(en)Gendered opening Thursday 1/15 at 5pm

Kick off the spring semester with The Susan B. Anthony Institute for Gender and Women’s Studies and the Department of Art and Art History at the 2015 (en)Gendered exhibit! The theme for the show this year is: Between Identities and Environments and we received many fantastic submissions this year ranging from painting and photography, to video and sculpture.

Rachel Haidu, Director of Visual and Cultural Studies and Associate Professor of Art History, will deliver a gallery talk during the opening, and the (en)Gendered jury will announce the recipients of the Jurors’ Prizes and Honorable Mentions. If you have work in the show, please attend so you can claim your certificates and prizes if you are selected. The opening is free and open to the public, and refreshments will be served.

The (en)Gendered opening is always a wonderful way to begin the new year. We hope you’ll join us!

Opening Poster 2015 Small Opening Poster 2015 Small

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Have a great break and happy holidays!

The end of the semester has arrived and SBAI will be taking a short break. We will close on 12/20/14 and will reopen on 1/5/15. Check back for spring updates and events when we return.

We hope that everybody has a safe and restful break, and we wish a happy holiday season to all of those who celebrate!

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Heart and Hearth: Queer Women of Color Media Arts Project Film Series

We’re so excited that the Unity Fellowship Church of Rochester is partnering with the Queer Women of Color Media Arts Project (based out of San Francisco, CA) to present the December film screening: Heart and Hearth, a focus on family at the Mocha Center. We hope you’ll take a couple of hours next Saturday to head out to the lovely Mocha Center to watch these great films and meet more folks from the Rochester community!

Saturday, December 13, 2014
The Mocha Center
189 Water St, Rochester
Doors at 6:30 pm, films at 7:00 pm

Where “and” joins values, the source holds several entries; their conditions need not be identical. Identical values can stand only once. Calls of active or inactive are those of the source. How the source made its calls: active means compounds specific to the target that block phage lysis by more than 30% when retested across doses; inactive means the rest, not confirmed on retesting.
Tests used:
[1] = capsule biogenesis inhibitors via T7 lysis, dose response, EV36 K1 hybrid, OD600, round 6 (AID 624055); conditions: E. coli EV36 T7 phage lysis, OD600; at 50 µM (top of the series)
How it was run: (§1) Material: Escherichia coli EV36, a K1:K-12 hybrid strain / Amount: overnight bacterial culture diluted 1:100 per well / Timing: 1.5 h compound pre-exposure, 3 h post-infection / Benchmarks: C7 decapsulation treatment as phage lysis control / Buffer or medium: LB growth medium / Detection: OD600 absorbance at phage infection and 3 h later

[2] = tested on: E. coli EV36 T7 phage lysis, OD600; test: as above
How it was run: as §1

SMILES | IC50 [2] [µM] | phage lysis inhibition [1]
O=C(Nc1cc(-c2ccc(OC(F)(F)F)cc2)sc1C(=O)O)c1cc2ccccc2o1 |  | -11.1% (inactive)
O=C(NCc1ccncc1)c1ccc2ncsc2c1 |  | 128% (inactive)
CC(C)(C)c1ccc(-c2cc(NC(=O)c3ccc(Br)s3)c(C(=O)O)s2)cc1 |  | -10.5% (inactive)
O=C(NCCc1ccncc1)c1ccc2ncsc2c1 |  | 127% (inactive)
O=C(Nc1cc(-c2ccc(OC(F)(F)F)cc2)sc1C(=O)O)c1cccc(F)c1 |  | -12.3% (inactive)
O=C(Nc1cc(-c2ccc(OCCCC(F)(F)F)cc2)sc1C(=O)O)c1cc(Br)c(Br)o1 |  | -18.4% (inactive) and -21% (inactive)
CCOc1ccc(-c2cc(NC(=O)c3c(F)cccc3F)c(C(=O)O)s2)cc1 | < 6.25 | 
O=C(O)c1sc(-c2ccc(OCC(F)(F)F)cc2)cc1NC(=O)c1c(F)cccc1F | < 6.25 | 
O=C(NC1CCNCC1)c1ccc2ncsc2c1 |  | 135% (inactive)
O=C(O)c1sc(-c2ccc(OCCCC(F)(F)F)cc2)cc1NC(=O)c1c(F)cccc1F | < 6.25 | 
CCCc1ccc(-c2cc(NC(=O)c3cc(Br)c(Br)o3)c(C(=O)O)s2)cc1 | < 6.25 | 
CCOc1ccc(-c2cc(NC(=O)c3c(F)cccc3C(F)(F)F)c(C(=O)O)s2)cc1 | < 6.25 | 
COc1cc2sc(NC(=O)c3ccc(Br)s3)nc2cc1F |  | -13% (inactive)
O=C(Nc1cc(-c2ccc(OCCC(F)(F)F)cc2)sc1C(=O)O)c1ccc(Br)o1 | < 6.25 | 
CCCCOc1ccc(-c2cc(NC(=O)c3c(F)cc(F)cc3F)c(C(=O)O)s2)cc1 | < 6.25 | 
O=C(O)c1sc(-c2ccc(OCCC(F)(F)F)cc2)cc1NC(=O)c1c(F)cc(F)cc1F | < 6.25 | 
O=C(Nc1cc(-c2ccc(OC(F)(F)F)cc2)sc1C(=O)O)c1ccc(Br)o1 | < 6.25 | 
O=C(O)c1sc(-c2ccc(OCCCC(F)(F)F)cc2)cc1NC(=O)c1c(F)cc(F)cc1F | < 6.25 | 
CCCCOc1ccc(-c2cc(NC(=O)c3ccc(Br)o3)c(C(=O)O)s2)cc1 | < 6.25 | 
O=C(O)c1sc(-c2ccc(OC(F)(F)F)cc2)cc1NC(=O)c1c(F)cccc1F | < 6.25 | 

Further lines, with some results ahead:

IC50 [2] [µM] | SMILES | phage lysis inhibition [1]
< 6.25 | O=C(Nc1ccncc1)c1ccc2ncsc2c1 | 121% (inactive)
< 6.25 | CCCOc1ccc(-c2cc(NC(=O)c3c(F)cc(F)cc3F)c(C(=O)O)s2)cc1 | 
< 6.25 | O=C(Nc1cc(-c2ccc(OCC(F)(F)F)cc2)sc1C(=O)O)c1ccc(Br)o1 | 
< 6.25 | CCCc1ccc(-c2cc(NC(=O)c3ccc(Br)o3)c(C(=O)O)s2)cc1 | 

Free and Open to the Public (donations encouraged!)

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More about the short films:

A young lesbian discovers the strength to be herself after FINDING HOPE in an accepting community.
Even a STRAIGHT JACKET is no match for the gale force voice of a young tomboy.
A queer Mexicana couple journey through online dating and across borders to find their CORAZON DE MELON.
• The support of GIRLS YOU KNOW inspires a young girl to mold her environment.
For a Chinese-Vietnamese queer refugee, CASEY’S HOPE is found in starting a family of her own.
OBACHAN journeys from Tokyo to Little Rock where she is showered with the love of her chosen queer family.
•Black lesbians raising children reveal THE GIFT OF FAMILY

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Tonight: “What Rights? Police Brutality in Rochester” panel hosted by Students for a Democratic Society

what rights police brutality in roc flyer final 12-3-14

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University of Rochester: Student protesters in Rush Rhees Library

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SBAI Awarded Grant from LGBT Fund for Greater Rochester!

Post by Sara Lewis ’15

For the third consecutive year, the Susan B. Anthony Institute has been awarded the LGBT Giving Circle Grant! The mission of the LGBT Giving Circle at the Community Foundation is to unite donors to support organizations that serve, are inclusive of, or are allied with the lesbian, gay, bisexual, and transgender community to enhance and strengthen the Rochester area.

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The Institute received this support for the “Out At Work” project, which was developed by the SBAI and a representative from the Gay Straight Alliance at the Simon Business School.  “Out at Work” will be a great opportunity for undergraduate students, graduate students, staff and faculty at the University that will include panel discussions, workshops, a keynote lecture, and a networking breakfast. The events will be aimed at addressing a variety of issues that LGBTQI individuals encounter in applying to and working in professional jobs, as well as in choosing, applying to and attending graduate school.

Jane Bryant, SBAI Program Assistant and Angela Clark-Taylor, SBAI Program Manager

Jane Bryant, SBAI Program Assistant and Angela Clark-Taylor, SBAI Program Manager at the Award Ceremony on November 17, 2014

Thank you to Nora Rubel, Angela Clark-Taylor, and Jane Bryant for all of the hard work you put into creating a safe and inclusive space for LGBTQI students at the University of Rochester!

Stay tuned as we release information about the panels, workshops, speakers for the “Out at Work” event which we plan to hold in the late spring of 2015.

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Remembering Leslie Feinberg

Post by Sara Lewis ’15

The November 17th passing of renowned social justice activist and theorist, Leslie Feinberg, comes as a tragedy for communities served by her depth of knowledge, passion for truth, and devotion to radical liberation of the oppressed. Feinberg, who believed strongly in the necessity of self-determination, identified as an “anti-racist white, working-class, secular Jewish, transgender, lesbian, female, revolutionary communist.” Her written works on the fluidity of gender, most notably the pioneering Stone Butch Blues published in 1993, and her revolutionary Marxist view of organizing for transgender liberation, remain foundational for Gender Studies and Human Rights Studies curricula across the world.